21, February 2013

Kaija Saariaho’s “Sombre” Premiere

The world premiere of Sombre by Kaija Saariaho will take place on February 23 at the Rothko Chapel, Houston, performed by Da Camera Ensemble. The work, for bass flute, percussion, harp and double bass was written for The Serge Koussevitsky Music Foundation in the Library of Congress, and is dedicated to the memory of Serge and Natalie Koussevitsky.

Kaija Saariaho writes the following about the new piece

Mark Rothko is an artist whose work I have felt close to for a long time. When Sarah Rothenberg proposed that I write a piece for the Da Camera ensemble, to be premiered at the Rothko Chapel, I immediately began to imagine a dark instrumentation which in my mind corresponded to the paintings in the chapel. The colour of the bass flute sound became a centre of this palette; it had in my mind a close connection to Rothko’s work. I also wanted to include a baritone voice in the ensemble and I started to look for texts.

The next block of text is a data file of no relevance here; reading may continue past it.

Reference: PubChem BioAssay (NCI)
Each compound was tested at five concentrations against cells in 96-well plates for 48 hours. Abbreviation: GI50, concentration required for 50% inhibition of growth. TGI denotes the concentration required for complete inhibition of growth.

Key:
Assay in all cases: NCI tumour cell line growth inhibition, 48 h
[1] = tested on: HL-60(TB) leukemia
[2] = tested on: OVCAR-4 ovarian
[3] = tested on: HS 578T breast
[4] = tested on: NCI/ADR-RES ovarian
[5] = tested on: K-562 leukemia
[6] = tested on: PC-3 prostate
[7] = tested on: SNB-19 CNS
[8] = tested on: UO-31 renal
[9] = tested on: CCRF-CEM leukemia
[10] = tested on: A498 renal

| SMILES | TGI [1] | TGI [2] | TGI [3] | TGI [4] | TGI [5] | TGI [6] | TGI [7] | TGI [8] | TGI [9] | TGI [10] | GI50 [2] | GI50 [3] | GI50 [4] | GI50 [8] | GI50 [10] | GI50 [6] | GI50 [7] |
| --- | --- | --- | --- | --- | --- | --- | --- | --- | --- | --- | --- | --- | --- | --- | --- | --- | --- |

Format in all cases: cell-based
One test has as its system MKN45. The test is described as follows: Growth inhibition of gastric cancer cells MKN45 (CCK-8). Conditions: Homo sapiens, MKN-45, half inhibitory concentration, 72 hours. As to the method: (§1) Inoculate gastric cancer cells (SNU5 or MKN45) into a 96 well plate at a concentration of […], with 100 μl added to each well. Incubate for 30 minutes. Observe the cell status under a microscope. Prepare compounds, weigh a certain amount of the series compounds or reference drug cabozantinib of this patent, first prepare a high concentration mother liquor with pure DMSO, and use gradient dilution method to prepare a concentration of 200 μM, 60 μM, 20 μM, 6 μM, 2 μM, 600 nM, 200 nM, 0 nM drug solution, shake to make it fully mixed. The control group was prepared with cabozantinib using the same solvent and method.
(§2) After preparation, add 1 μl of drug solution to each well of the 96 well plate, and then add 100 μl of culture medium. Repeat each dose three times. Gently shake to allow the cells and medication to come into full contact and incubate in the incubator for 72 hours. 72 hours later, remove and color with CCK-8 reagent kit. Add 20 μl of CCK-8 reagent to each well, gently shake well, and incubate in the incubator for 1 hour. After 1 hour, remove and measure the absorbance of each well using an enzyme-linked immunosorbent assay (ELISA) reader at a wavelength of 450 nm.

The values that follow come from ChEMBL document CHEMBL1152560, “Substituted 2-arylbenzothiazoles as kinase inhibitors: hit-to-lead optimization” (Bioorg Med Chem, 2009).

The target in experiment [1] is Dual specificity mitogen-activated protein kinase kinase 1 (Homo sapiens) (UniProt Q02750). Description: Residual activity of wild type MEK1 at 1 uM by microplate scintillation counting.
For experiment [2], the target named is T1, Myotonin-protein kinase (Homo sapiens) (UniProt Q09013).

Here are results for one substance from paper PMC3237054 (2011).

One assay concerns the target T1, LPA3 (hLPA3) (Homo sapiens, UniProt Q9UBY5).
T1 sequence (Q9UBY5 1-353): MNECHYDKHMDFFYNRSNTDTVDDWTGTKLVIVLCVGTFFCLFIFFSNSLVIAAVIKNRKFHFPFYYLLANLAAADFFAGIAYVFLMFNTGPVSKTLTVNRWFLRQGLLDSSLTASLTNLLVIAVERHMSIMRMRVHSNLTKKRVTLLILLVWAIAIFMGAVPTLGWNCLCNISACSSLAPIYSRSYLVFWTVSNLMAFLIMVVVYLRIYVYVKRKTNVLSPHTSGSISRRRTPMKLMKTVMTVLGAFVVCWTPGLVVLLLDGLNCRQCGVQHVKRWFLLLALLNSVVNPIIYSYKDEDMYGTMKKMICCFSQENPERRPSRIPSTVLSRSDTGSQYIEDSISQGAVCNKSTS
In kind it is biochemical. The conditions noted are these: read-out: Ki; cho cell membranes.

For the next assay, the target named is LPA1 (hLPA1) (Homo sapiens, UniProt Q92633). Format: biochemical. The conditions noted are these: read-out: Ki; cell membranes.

In my research I came across Ezra Pound’s very last Cantos, or, more precisely, fragments of them. Their minimal form as well as their heartbreaking content seemed to suit this piece perfectly. These three short texts defined the overall structure of my piece, which is divided into three movements. All movements are then divided into two large sections, of which the first one is a musical introduction with a prominent bass flute part. The second section introduces the texts.

The formal solutions were also influenced by my visit to the Rothko Chapel with Camilla Hoitenga in March 2012. We were able to spend some time alone in the chapel with the paintings, and I noticed that of the eight walls, three walls are hung with impressive triptychs. Furthermore, some of my favourite paintings by Rothko have an overall form of two superimposed fields of living colour.

The title Sombre appeared naturally from the character of the instrumentation, of the texts and above all of these last paintings by Mark Rothko.

The piece has been written for Da Camera, Camilla Hoitenga and Daniel Belcher.